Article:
In the second study, described in Cell Host and Microbe, Kaufmann and colleagues analyzed HIV persistence in 18 people on ART for more than three years, all of whom were white men.

Using various laboratory methods, the researchers detected active HIV transcription, or RNA production, in CD4 cells from 14 out of 18 people on ART. While these cells largely exhibited “abortive” transcription, indicating defective proviruses, seven participants (39%) had cells that expressed p24 and other HIV proteins. Even proviruses that were missing a substantial portion of their DNA could still produce viral proteins. What’s more, people with active reservoirs had stronger CD4 and CD8 T-cell immune responses.

“Our data suggest that the RNA and proteins produced by these viral reservoirs could be drivers of inflammation,” Kaufmann said. “This could be important because a subset of the people who are successfully treated with antiretroviral therapy for HIV still have negative consequences of living with the infection—for example, accelerated cardiac disease, frailty and premature osteoporosis.”  

In a third study, described in the same journal, Lydie Trautmann, PhD, of the Vaccine and Gene Therapy Institute of Oregon Health and Science University and the U.S. Military HIV Research Program, and colleagues analyzed CD8 T cells from people who started ART during acute or chronic HIV infection. Before starting treatment, HIV-specific CD8 cells are dysfunctional and short-lived, the researchers noted as background.

The participants, almost all men, were drawn from two cohorts in Thailand. The analysis included 48 people who started treatment during acute, or very recent, infection and were on ART for at least two years, 17 people with chronic infection treated for at least two years and 17 people with chronic infection who had only been on ART for six months. The study population was relatively young, with a median age under 30 years, so it does not represent long-term survivors.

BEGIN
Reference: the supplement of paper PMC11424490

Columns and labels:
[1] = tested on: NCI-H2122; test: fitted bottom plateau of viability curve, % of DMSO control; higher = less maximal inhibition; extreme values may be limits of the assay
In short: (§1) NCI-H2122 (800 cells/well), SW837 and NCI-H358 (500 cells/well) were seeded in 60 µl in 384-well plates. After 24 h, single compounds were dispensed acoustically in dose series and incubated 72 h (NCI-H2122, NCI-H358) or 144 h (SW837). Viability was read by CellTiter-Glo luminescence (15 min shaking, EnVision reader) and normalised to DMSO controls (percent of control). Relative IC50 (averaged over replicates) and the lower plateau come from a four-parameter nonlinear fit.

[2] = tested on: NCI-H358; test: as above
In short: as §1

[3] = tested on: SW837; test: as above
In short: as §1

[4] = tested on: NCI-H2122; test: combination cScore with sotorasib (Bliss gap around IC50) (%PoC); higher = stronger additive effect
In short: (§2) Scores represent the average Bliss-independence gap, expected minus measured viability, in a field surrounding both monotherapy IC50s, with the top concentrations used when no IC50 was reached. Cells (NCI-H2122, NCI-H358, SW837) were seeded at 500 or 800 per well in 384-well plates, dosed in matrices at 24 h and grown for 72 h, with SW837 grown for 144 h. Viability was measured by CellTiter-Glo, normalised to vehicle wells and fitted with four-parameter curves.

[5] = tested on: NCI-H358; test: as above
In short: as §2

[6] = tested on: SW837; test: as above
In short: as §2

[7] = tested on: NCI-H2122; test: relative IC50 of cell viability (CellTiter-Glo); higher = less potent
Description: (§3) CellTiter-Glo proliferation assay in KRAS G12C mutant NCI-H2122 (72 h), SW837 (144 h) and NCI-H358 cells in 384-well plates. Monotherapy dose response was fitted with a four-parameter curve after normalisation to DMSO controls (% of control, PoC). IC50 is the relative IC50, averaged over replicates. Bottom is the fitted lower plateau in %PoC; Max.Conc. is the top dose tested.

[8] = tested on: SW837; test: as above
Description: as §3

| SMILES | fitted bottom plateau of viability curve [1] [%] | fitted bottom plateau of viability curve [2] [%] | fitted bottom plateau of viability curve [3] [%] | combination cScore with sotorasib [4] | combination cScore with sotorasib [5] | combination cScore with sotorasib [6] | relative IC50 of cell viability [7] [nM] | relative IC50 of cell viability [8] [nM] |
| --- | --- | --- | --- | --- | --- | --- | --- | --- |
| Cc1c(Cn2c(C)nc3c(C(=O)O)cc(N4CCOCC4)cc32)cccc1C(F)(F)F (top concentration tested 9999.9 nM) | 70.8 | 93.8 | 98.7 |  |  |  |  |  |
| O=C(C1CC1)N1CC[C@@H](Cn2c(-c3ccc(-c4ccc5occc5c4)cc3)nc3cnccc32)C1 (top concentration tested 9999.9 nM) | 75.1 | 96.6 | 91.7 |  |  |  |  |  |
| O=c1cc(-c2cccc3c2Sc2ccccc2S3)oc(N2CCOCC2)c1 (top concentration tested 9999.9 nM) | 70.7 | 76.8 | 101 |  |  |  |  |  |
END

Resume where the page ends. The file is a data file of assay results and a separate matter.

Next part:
Here, too, a subset of participants’ CD4 cells continued to express HIV RNA despite antiretrovirals, though cells from those who started ART during acute infection produced fewer viral proteins. Both the size of the viral reservoir and the magnitude of CD8 T-cell responses declined after two years on treatment. Overall, people with sustained HIV-specific CD8 cell responses saw a greater reduction of integrated proviruses, but the magnitude of CD8 cells specific for HIV’s gag, pol, nef and vif proteins was associated with a larger active reservoir (measured as cell-associated viral RNA). High HIV DNA levels were strongly associated with maintenance of short-lived HIV-specific CD8 T cells, regardless of whether treatment was started during acute or chronic infection.

“Our data suggest that the active reservoir maintains HIV-specific CD8+ T cell magnitude but prevents their differentiation into functional cells,” the study authors concluded.

“Our study suggests that residual immune dysfunction driven by the active HIV reservoir on antiretroviral therapies could contribute to the lack of viral control after analytical treatment interruption by preventing the differentiation of functional stem-like self-renewing HIV-specific CD8+ T cells that can mount efficient rapid recall responses,“ they wrote. ”Therefore, HIV remission strategies will likely need to target transcriptionally active proviruses producing viral proteins during anti-retroviral therapies to harness HIV-specific CD8+ T cells to control rebounding of the virus after therapy cessation."